As a college student, you’re probably sick of eating frozen meals. However, you also hate spending tons of money on restaurants. Meal prepping is a great way to manage your time and money, and while still eating delicious meals. It helps to go into this activity with the mindset that you will being eating things you like for cheaper. A big hump to get over is the fear of a lack of variety. If variety and freshness are want you want, here are two methods to help you plan your weekly meals:
Story by Nafisa Gazi
Illustrations by Bryant Ju
Designate a day on the weekend (I like to meal prep on Friday afternoons after my classes) to buy the fresh produce you’ll need for your recipes. If you can, buy in bulk from places like Costco. On Sunday, set aside a couple of hours to get all of your cooking done.
Split up your cooking throughout the week. You could cook on Sunday and again on Wednesday, or you can prep and portion your ingredients on Sunday so you can cook fresh meals everyday for the rest of the week. This method works best for people who hateeating leftovers.
Here are some questions to ask yourself, in addition to thinking about your daily schedule:
Do you have back-to-back classes on certain days?
Then maybe freeze some wraps at the start of the week and then quickly pop them in your bag before you head out in the morning. This way you can eat something discreetly during lecture without having to get fast food between classes. It’ll also save the money that used to go to vending machines. Two-dollar snacks a day really add up. You could also plan your bigger dinners for these days.
Is variety crucial?
Cook two types of lunches and dinners so that you can substitute a lunch item for a dinner item, or swap two of the same category. Using recipes that overlap in ingredients will also cut down on your grocery bill.
What kind of portion sizes do you eat for each meal?
If you like having big dinners, then plan a recipe that serves for eight or more so that you can create larger serving sizes per day.
Cooking novices are often daunted by trying new recipes because of the fear of buying new ingredients for each recipe. If you’re starting out with a bare pantry, here’s a rundown of some good basics to start out with:
Jar of marinara sauce
Jar of pesto
Meal prep may seem like a lot of work, but it will end up saving time in the end. Here’s a week-by-week example that uses recipes that require the same few ingredients.
Recipe One: Baked Chicken
Serving Size: Six
3 Chicken breasts
1 cup yogurt
2 tsp cayenne pepper
1 tsp cumin
½ tsp ginger
2 tsp salt
In a bowl, mix spices and yogurt together. Make 4 shallow vertical cuts on each chicken breast, this will allow seasoning to soak in. Marinate the chicken in a tupperware and let it sit for at least 2 hours or overnight in the fridge.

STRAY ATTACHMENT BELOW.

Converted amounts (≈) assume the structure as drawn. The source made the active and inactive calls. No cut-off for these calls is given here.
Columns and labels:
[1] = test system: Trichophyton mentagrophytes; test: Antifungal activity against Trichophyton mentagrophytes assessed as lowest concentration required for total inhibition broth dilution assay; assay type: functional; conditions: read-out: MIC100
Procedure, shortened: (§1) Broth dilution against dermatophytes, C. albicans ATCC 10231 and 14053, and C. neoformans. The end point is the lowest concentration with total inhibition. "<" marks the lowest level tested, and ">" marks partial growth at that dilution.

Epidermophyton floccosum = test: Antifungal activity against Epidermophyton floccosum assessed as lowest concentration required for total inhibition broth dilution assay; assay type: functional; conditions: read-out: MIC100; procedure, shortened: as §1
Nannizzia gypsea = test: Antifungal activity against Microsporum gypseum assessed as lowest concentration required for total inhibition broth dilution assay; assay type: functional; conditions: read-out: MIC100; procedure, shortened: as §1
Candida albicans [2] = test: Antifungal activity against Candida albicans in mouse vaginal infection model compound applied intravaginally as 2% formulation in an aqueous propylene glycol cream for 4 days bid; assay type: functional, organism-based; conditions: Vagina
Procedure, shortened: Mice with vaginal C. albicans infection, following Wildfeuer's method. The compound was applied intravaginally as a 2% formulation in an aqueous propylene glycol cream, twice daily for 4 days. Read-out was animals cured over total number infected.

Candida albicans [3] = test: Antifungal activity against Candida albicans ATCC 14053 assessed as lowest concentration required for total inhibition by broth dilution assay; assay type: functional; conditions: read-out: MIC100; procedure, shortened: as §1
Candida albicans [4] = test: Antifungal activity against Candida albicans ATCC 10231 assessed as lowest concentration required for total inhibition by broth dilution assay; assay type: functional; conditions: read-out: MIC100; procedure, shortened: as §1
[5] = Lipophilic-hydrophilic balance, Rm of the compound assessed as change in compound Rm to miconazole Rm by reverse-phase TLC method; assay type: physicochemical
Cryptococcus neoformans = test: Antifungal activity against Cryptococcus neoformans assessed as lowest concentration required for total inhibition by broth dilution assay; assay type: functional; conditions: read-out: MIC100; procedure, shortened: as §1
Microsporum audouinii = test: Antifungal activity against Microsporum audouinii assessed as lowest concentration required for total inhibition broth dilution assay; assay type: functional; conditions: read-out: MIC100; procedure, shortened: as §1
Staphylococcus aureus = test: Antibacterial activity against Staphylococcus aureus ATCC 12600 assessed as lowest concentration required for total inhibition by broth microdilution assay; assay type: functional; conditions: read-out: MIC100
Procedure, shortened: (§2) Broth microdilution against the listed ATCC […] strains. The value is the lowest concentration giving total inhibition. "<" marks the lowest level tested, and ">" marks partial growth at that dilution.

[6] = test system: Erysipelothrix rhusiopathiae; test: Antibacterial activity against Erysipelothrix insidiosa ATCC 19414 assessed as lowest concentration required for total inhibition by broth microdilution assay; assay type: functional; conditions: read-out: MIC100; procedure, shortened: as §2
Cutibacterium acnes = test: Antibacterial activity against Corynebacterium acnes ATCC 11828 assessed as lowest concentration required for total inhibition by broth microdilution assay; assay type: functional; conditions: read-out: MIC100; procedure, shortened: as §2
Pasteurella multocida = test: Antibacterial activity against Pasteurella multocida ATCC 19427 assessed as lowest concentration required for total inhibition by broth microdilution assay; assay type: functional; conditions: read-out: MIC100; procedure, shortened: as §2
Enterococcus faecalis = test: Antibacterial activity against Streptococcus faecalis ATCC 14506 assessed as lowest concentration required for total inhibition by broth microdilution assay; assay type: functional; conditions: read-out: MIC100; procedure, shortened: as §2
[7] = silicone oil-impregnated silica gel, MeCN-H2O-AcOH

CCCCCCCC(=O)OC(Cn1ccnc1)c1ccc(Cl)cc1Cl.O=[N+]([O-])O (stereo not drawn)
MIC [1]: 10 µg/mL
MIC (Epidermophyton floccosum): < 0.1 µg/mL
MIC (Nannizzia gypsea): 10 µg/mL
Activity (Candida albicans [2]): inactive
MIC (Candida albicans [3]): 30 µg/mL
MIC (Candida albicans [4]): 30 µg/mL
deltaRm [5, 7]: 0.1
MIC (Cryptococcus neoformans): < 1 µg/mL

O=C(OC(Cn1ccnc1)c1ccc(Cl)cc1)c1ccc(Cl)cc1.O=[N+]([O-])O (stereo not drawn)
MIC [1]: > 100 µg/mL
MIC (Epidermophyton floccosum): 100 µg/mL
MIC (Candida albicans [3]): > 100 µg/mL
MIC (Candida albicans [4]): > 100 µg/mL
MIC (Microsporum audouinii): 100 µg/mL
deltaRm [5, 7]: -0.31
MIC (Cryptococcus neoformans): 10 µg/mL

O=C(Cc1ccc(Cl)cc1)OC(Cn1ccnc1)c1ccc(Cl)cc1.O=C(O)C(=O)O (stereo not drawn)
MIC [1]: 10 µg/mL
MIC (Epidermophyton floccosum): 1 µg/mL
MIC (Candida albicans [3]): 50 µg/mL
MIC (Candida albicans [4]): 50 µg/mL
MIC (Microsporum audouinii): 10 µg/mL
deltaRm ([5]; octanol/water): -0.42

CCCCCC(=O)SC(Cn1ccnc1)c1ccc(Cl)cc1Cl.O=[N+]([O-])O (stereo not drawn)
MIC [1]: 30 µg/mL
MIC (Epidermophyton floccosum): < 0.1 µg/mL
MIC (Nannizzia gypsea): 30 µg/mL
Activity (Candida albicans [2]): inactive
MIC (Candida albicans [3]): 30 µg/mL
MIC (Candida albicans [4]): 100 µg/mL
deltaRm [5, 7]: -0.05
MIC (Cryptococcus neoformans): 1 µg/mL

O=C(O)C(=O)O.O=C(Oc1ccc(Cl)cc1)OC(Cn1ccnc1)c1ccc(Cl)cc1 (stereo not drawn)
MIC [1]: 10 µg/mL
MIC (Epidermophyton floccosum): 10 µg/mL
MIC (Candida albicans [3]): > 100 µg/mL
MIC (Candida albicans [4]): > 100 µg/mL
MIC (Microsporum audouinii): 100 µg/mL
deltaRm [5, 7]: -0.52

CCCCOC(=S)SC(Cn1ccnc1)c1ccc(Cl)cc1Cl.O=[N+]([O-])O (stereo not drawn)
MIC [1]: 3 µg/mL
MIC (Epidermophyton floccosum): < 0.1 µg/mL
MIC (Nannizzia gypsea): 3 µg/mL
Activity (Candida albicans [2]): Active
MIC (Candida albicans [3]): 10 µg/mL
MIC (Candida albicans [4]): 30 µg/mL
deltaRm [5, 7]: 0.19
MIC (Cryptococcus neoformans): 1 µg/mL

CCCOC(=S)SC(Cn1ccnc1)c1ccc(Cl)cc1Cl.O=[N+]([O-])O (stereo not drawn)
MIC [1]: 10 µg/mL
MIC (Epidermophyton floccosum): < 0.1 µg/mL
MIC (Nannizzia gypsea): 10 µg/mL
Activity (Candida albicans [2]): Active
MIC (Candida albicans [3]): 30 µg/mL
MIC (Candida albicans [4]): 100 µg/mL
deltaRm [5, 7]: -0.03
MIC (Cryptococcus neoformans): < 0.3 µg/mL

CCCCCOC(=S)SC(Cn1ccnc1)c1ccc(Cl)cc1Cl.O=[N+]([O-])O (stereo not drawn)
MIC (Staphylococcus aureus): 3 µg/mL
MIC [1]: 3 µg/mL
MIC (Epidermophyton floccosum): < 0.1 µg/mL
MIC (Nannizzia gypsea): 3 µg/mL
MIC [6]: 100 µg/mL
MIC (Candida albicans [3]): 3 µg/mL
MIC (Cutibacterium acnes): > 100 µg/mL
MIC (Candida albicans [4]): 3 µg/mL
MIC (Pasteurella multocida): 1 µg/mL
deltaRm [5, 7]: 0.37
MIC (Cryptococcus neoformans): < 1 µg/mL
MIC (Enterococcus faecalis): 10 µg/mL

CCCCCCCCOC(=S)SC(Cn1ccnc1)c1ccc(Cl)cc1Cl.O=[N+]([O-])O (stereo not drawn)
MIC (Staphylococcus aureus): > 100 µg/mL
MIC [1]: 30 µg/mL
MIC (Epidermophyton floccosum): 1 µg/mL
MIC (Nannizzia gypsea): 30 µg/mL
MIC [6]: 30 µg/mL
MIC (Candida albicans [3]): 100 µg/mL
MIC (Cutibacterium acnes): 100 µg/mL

At 375°, bake the chicken breasts on a baking tray for 1 hour, and broil for 10 minutes afterwards. It’s normal if the yogurt slides off during this process.
The yogurt makes the outside of the chicken crispy, but the inside moist. This recipe can be paired with the asparagus recipe for dinner and some of this meat can also be used to make chicken tacos in a later recipe.
Recipe Two: Roasted Asparagus
Serving Size: Four
1 bundle of asparagus
1 tbsp olive oil
Salt, rosemary and thyme (or just buy any bottle of spice with these two key components)
Wash asparagus thoroughly and let dry. Cut off the stiff parts of the asparagus, which is usually two to three inches from the bottom.
On a plate, drizzle olive oil over the asparagus and coat thoroughly by tossing them. In a pan on medium heat, take three to four asparagus at a time, and lightly salt to your preference, half a teaspoon of rosemary and thyme combined per three to four asparagus should season the veggies effectively. This can be eaten with the chicken recipe above and served alongside quinoa or rice.
Recipe Three: Chicken Tacos
Serving Size: Six to Eight
6-8 pre-made tortillas
3 poblano peppers
A small jar of salsa
Heat up tortillas on a skillet or microwave them on a plate. Wash and cut poblano peppers, red onion, and lettuce. Separate each ingredient into ziplocs so that you can make your tacos fresh each time.
If you’re using method 2 for meal planning, then this recipe is easy to do because the ingredients are pre washed and cut. Shred leftover chicken from the baked chicken recipe and layer your ingredients to your liking.
Recipe Four: Mushroom & Poblano Pepper Pasta
Serving Size: Four
8 oz of pasta/spaghetti
5 mushrooms (any kind)
2 poblano peppers
1 tsp cayenne pepper
½ jar of marinara sauce
2 tsp garlic powder
1 ½ tsp salt
¼ of a yellow onion
½ tbsp canola oil
1 tsp garlic
Cook pasta according to directions on package. Wash and cut peppers and mushrooms into bite size pieces. Thinly slice onion.
In a pan over medium heat saute the onions until translucent, then add garlic and spices. This should form a paste. Add half of the marinara sauce and toss in the mushrooms. Cook the mushrooms until soft, and add the peppers and the rest of the marinara sauce.
Drain the pasta and toss in with the sauce, to make it a thicker consistency, you can add cheese.